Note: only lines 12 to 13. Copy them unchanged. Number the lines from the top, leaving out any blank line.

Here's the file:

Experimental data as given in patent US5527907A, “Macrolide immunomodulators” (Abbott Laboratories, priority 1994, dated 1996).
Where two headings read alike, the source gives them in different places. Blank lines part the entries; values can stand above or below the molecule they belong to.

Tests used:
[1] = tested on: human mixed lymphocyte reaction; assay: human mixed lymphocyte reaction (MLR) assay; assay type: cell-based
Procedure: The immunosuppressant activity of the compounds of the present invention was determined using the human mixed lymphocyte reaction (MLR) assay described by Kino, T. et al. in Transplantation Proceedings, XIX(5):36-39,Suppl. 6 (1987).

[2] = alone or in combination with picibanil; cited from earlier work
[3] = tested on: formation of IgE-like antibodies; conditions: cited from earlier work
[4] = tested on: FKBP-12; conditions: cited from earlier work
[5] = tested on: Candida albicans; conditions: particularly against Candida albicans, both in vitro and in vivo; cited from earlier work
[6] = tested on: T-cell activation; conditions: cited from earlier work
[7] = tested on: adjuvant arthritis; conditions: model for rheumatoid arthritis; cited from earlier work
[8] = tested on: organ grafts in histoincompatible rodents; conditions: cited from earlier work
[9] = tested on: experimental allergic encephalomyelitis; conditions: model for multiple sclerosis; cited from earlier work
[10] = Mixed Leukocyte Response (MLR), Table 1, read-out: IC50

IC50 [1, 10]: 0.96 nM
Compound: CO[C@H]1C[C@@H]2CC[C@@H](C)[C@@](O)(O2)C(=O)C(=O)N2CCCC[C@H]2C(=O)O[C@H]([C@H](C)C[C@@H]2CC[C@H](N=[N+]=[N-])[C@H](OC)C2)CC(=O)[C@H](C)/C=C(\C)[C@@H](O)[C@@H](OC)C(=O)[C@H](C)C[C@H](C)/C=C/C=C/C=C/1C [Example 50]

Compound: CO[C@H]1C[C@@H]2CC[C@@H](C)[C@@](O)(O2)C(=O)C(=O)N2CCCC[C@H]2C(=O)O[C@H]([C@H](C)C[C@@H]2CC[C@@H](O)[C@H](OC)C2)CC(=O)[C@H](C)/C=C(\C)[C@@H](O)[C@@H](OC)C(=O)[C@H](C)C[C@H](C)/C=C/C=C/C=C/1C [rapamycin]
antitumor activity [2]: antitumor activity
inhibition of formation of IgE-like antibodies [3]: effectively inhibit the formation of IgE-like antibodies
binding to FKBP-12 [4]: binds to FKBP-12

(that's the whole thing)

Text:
[8] = tested on: organ grafts in histoincompatible rodents; conditions: cited from earlier work
[9] = tested on: experimental allergic encephalomyelitis; conditions: model for multiple sclerosis; cited from earlier work